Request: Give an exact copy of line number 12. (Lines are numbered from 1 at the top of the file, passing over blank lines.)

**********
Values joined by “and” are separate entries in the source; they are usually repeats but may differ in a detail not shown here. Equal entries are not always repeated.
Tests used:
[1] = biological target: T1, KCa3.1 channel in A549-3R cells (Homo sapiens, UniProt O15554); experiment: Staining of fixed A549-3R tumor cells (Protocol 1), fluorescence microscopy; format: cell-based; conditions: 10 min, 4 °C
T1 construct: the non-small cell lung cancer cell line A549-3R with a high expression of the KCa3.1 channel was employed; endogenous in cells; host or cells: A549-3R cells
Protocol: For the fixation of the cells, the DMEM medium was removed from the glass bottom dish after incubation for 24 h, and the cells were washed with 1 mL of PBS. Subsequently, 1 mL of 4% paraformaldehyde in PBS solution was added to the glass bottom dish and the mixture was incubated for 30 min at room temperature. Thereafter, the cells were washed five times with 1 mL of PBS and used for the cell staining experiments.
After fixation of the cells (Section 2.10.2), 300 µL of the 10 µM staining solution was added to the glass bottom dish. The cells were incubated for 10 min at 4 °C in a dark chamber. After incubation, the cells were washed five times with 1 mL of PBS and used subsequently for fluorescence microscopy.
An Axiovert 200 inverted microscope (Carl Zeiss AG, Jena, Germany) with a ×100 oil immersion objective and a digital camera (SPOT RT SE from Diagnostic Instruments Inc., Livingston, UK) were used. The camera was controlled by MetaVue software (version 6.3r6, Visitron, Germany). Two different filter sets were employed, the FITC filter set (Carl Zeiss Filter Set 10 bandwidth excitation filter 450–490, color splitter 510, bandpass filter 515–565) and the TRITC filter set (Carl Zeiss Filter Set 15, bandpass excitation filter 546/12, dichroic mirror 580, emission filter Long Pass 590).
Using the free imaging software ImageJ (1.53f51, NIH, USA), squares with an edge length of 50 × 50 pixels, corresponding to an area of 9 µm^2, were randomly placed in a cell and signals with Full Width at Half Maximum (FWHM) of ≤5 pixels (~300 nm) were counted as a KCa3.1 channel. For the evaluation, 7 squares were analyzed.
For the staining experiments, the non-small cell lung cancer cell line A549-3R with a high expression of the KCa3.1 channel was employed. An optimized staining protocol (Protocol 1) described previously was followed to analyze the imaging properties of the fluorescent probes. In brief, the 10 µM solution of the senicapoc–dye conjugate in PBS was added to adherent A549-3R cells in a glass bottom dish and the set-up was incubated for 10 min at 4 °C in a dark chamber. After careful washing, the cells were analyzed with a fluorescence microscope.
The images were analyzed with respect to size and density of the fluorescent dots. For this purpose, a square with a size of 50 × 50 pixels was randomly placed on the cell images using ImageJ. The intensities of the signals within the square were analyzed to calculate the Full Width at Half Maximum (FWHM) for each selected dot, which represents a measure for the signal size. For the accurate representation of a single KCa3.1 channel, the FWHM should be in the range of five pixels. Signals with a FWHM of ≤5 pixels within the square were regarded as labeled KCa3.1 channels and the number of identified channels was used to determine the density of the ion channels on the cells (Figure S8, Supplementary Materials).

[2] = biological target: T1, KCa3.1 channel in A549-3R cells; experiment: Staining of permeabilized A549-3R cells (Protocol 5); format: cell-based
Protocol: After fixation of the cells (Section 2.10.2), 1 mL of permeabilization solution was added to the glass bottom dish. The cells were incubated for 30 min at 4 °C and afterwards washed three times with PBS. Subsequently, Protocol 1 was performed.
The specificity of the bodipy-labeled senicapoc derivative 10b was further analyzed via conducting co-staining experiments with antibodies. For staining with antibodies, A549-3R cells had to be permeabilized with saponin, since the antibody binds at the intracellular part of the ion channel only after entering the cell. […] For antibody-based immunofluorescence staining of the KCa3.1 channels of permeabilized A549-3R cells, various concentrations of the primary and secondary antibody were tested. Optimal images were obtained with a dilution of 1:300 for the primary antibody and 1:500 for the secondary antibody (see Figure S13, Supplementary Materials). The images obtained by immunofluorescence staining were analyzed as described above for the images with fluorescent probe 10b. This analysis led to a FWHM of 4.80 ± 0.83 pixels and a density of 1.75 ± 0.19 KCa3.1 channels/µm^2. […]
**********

Protocol: After fixation of the cells (Section 2.10.2), 1 mL of permeabilization solution was added to the glass bottom dish. The cells were incubated for 30 min at 4 °C and afterwards washed three times with PBS. Subsequently, Protocol 1 was performed.